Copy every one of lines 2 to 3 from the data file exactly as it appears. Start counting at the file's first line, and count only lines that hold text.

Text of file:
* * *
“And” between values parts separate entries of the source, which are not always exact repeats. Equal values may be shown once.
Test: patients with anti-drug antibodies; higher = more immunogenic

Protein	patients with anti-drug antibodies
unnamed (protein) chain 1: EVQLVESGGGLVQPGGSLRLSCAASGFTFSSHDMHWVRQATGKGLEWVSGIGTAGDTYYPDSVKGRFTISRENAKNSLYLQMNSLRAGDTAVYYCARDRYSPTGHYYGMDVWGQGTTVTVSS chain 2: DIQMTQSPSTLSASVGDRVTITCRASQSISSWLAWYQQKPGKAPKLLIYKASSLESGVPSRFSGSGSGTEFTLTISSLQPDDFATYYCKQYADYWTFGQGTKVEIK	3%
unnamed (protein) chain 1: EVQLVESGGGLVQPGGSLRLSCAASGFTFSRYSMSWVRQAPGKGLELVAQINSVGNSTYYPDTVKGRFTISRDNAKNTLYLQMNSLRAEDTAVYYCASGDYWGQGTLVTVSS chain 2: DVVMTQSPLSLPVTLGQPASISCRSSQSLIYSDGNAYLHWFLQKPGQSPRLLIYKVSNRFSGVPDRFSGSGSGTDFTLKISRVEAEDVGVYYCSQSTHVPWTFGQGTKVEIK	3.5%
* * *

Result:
Test: patients with anti-drug antibodies; higher = more immunogenic

Protein	patients with anti-drug antibodies